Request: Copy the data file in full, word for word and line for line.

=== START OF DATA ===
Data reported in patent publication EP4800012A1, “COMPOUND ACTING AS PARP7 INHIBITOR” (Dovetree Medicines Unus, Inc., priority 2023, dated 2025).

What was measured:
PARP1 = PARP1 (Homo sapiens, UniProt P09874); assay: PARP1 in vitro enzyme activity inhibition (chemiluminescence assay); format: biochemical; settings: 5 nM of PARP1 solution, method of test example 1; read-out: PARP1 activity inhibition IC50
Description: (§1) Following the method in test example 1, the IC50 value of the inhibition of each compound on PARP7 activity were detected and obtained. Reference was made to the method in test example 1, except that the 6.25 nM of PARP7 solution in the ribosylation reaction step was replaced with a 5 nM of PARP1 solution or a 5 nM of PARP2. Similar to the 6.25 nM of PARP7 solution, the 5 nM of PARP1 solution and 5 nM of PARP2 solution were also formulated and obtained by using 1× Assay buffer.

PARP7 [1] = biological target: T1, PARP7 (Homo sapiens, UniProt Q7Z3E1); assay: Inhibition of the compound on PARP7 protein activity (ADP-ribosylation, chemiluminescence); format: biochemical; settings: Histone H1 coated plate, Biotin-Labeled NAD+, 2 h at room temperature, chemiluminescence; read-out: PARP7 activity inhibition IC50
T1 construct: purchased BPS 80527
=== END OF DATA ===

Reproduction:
Data reported in patent publication EP4800012A1, “COMPOUND ACTING AS PARP7 INHIBITOR” (Dovetree Medicines Unus, Inc., priority 2023, dated 2025).

What was measured:
PARP1 = PARP1 (Homo sapiens, UniProt P09874); assay: PARP1 in vitro enzyme activity inhibition (chemiluminescence assay); format: biochemical; settings: 5 nM of PARP1 solution, method of test example 1; read-out: PARP1 activity inhibition IC50
Description: (§1) Following the method in test example 1, the IC50 value of the inhibition of each compound on PARP7 activity were detected and obtained. Reference was made to the method in test example 1, except that the 6.25 nM of PARP7 solution in the ribosylation reaction step was replaced with a 5 nM of PARP1 solution or a 5 nM of PARP2. Similar to the 6.25 nM of PARP7 solution, the 5 nM of PARP1 solution and 5 nM of PARP2 solution were also formulated and obtained by using 1× Assay buffer.

PARP7 [1] = biological target: T1, PARP7 (Homo sapiens, UniProt Q7Z3E1); assay: Inhibition of the compound on PARP7 protein activity (ADP-ribosylation, chemiluminescence); format: biochemical; settings: Histone H1 coated plate, Biotin-Labeled NAD+, 2 h at room temperature, chemiluminescence; read-out: PARP7 activity inhibition IC50
T1 construct: purchased BPS 80527